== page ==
Project Status

Project Type:  Dug Well and Hand Pump

Regional Program: Port Loko, Sierra Leone WaSH Program

Impact: 213 Served

Project Phase:  In Service - Aug 2018

Functionality Status:  Functional

Last Checkup: 07/05/2024

Project Features

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Community Profile

Molokoh Community is right along the highway, which makes it very easy to reach because the highway was just paved. Buildings are in rows on either side of the road, some made of brick and others of cement. Most of these are homes with several family members living under one roof.

The mosque here is the central meeting place in this area. Headman Pa Sorie Kamara's parents were the original founders of this mosque. According to him, the mosque was around before he was born. That makes it almost a century old! About 175 people gather for prayers and teachings.


Packaged water can be purchased in local shops, but the income level of most people does not make this a viable choice.

There is one working well here. There are two others that do not have water. The well with water gets extraordinarily crowded, and many community members can't make it through the line to fill their bucket. This forces them out to find water elsewhere, most often at the swamp. The swamp is far away, but there's always a chance to easily fill up a bucket, making it the primary water source for hundreds of people.

But at the peak of the dry season in March, even the working well goes dry. Even the early riser must resort to the dirty swamp water. The water in the swamp gets low too, and people have to dig holes to find water.

"Normally when I run out of pump water, I send my kids to fetch water from the swamp. But anytime I drink the swamp water, I experience frequent diarrhea. This makes me have a lot less energy," Mr. Pa Sorie Kamara said.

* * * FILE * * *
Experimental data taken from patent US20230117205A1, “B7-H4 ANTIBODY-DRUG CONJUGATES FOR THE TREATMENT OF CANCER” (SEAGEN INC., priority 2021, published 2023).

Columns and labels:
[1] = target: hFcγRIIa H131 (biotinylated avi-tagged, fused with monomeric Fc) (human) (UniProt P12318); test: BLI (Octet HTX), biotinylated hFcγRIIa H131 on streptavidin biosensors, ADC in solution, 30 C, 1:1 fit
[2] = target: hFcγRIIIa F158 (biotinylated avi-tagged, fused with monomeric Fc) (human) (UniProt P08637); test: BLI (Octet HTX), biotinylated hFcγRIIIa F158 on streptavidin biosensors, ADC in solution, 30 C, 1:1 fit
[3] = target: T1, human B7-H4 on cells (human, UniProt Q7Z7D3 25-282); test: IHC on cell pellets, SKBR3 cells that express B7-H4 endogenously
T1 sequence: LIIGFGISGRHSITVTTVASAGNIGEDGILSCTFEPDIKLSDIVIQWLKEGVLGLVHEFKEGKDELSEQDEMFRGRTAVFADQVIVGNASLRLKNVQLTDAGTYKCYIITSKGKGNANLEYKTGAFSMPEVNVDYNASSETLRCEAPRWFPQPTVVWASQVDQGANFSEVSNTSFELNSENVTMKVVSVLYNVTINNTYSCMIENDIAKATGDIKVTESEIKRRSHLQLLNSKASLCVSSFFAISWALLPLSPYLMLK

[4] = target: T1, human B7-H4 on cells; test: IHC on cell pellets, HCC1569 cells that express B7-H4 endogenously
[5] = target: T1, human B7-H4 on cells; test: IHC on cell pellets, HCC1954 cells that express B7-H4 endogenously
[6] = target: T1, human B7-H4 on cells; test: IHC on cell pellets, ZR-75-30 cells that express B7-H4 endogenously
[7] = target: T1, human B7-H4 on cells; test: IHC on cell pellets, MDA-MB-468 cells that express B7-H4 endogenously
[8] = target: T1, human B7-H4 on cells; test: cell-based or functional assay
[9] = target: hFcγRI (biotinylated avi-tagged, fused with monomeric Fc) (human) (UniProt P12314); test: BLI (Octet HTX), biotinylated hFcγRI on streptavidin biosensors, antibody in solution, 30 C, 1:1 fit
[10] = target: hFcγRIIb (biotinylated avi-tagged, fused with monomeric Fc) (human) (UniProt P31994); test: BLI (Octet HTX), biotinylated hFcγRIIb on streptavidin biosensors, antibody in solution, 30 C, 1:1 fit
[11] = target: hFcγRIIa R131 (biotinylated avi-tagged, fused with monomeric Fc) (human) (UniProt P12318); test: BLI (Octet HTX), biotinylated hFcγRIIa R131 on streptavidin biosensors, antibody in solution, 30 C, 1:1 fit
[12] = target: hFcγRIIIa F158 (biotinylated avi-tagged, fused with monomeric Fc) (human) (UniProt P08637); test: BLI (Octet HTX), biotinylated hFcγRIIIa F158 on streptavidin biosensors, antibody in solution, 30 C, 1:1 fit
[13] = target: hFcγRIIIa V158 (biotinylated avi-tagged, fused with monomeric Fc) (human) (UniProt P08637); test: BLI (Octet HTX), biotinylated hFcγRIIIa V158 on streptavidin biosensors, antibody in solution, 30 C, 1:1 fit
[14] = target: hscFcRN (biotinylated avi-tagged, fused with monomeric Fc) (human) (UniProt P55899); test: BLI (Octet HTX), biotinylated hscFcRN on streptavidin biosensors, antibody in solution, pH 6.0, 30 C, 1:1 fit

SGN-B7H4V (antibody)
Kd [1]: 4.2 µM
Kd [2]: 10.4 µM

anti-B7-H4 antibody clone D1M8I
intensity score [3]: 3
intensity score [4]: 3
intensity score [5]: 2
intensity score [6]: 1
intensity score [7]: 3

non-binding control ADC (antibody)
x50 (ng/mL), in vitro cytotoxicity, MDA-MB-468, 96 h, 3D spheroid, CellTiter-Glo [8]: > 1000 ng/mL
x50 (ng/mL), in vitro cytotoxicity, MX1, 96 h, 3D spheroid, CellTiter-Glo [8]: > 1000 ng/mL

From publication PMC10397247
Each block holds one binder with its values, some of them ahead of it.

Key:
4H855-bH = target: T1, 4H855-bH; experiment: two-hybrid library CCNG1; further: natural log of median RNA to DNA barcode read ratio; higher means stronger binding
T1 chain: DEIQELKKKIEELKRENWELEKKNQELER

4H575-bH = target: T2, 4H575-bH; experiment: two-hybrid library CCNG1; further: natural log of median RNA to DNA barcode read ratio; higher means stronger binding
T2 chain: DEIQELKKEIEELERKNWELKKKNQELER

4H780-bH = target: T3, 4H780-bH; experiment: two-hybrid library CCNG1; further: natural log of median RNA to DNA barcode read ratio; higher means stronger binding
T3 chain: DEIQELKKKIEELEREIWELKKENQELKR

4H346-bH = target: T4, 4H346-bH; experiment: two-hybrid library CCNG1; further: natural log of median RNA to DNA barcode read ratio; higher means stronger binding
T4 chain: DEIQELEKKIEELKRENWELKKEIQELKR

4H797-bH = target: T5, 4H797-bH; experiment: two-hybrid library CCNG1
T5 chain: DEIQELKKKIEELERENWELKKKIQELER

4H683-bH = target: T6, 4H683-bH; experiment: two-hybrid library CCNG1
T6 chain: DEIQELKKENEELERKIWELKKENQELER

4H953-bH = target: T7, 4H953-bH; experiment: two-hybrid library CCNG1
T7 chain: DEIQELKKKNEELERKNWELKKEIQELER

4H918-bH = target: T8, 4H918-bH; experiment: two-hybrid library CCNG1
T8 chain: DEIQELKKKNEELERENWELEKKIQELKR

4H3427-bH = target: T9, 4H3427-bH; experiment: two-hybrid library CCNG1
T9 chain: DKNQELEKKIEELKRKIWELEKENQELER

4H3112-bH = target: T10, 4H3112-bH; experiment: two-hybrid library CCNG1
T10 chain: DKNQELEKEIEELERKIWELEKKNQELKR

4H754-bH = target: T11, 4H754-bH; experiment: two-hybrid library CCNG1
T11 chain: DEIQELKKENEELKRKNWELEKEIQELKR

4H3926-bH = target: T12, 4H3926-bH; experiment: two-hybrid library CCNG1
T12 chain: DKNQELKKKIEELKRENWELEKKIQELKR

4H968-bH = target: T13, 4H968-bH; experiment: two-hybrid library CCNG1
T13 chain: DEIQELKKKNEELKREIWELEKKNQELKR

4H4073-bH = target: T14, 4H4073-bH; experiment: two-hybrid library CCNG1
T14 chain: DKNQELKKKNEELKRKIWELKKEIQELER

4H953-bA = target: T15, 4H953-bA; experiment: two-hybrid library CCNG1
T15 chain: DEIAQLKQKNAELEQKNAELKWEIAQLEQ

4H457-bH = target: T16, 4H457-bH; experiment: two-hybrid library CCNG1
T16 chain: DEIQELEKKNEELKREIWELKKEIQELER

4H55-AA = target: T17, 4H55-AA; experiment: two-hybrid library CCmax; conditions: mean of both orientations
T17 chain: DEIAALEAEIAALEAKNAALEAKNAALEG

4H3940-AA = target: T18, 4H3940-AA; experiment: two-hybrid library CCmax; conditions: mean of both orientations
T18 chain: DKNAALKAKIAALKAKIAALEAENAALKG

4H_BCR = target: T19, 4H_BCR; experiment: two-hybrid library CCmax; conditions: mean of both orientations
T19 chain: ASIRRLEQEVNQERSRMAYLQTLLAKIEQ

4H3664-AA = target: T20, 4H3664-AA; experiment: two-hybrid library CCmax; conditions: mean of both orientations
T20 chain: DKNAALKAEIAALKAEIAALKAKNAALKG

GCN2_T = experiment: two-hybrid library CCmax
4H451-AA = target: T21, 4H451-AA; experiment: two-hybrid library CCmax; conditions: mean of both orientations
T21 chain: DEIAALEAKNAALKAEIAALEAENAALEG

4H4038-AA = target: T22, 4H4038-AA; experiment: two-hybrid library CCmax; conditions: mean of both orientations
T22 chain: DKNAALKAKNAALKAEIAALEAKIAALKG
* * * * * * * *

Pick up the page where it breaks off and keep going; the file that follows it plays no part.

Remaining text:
People living around here lack any respect for good hygiene. They are more concerned about earning a living than their health. They leave home very early in the morning and fail to clean their environment, which is the cause of some of their sicknesses.

There is a latrine for each gender at the mosque, but they're uncovered with flies coming and going. There are two handwashing pitchers available, but mosque leadership admits they rarely have water because of the overall shortage in this community.

"I have to confess that based on the small education that you have given me about hygiene just since we met, our current state is poor,"Sheik Umaru Sesay told us.

"Even our toilet in the mosque is not well sanitized because we do not have a handwashing facility in it, and the hole is not covered as we speak."

What we can do:


There will be hygiene and sanitation training sessions offered to community members.

The hygiene and sanitation trainer decided it would be best to teach community members and mosque leadership how to build a tippy tap (a handwashing station built with a jerrycan, string, and sticks). They will use these tippy taps for handwashing demonstrations, and will also teach about other tools like dish racks and the importance of properly penning in animals. Pictures will be used to teach the community how to discern between healthy and unhealthy hygiene and sanitation practices.

These trainings will also strengthen a water user committee that will manage and maintain this well. They will enforce proper behavior and report to us whenever they need our help solving a serious problem, like a pump breakdown.

Well Rehabilitation

Out of the three hand-dug wells in Molokoh, the mosque is the best place to start restoring water. Since the entire community is Muslim, the mosque is already a daily meeting place for everyone.

This well is too shallow to outlast the dry months, will be converting it to a borehole at the bottom. Our drill team will be hand-drilling it much deeper! Once they’ve struck more than enough water, they’ll build a new well pad and install a stainless steel India MkII pump.

This clean water well will be open to the entire community, not just those attending prayers or worship at the mosque.

This project is a part of our shared program with Mariatu’s Hope. Our team is pleased to provide the reports for this project (edited for clarity) thanks to the hard work of our friends in Sierra Leone.